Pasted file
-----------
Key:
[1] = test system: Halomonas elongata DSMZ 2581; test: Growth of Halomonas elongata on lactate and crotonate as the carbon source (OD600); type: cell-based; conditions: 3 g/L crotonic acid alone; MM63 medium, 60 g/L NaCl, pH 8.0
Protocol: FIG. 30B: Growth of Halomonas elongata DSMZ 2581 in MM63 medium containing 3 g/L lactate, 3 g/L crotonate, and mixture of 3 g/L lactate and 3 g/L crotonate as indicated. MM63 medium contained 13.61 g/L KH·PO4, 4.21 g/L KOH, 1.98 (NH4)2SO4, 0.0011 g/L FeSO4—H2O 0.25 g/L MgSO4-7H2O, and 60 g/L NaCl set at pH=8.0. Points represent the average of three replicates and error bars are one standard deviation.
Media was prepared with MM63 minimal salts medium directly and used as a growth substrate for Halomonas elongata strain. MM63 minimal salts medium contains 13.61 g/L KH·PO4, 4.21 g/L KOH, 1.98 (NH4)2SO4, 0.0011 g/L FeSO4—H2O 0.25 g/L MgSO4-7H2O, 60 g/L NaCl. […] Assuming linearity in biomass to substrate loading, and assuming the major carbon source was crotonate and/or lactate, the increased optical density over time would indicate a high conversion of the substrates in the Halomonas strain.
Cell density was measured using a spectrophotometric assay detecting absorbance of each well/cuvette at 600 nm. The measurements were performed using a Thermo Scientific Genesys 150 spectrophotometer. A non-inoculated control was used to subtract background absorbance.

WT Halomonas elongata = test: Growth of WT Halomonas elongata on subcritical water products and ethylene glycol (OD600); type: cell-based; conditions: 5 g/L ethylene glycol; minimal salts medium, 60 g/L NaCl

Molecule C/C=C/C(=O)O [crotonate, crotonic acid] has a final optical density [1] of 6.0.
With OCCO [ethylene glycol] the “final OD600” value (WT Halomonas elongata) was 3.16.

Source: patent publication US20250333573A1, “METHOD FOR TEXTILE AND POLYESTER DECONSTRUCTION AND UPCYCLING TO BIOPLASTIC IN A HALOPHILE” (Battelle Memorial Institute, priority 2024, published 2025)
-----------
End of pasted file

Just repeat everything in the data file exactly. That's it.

Key:
[1] = test system: Halomonas elongata DSMZ 2581; test: Growth of Halomonas elongata on lactate and crotonate as the carbon source (OD600); type: cell-based; conditions: 3 g/L crotonic acid alone; MM63 medium, 60 g/L NaCl, pH 8.0
Protocol: FIG. 30B: Growth of Halomonas elongata DSMZ 2581 in MM63 medium containing 3 g/L lactate, 3 g/L crotonate, and mixture of 3 g/L lactate and 3 g/L crotonate as indicated. MM63 medium contained 13.61 g/L KH·PO4, 4.21 g/L KOH, 1.98 (NH4)2SO4, 0.0011 g/L FeSO4—H2O 0.25 g/L MgSO4-7H2O, and 60 g/L NaCl set at pH=8.0. Points represent the average of three replicates and error bars are one standard deviation.
Media was prepared with MM63 minimal salts medium directly and used as a growth substrate for Halomonas elongata strain. MM63 minimal salts medium contains 13.61 g/L KH·PO4, 4.21 g/L KOH, 1.98 (NH4)2SO4, 0.0011 g/L FeSO4—H2O 0.25 g/L MgSO4-7H2O, 60 g/L NaCl. […] Assuming linearity in biomass to substrate loading, and assuming the major carbon source was crotonate and/or lactate, the increased optical density over time would indicate a high conversion of the substrates in the Halomonas strain.
Cell density was measured using a spectrophotometric assay detecting absorbance of each well/cuvette at 600 nm. The measurements were performed using a Thermo Scientific Genesys 150 spectrophotometer. A non-inoculated control was used to subtract background absorbance.

WT Halomonas elongata = test: Growth of WT Halomonas elongata on subcritical water products and ethylene glycol (OD600); type: cell-based; conditions: 5 g/L ethylene glycol; minimal salts medium, 60 g/L NaCl

Molecule C/C=C/C(=O)O [crotonate, crotonic acid] has a final optical density [1] of 6.0.
With OCCO [ethylene glycol] the “final OD600” value (WT Halomonas elongata) was 3.16.

Source: patent publication US20250333573A1, “METHOD FOR TEXTILE AND POLYESTER DECONSTRUCTION AND UPCYCLING TO BIOPLASTIC IN A HALOPHILE” (Battelle Memorial Institute, priority 2024, published 2025)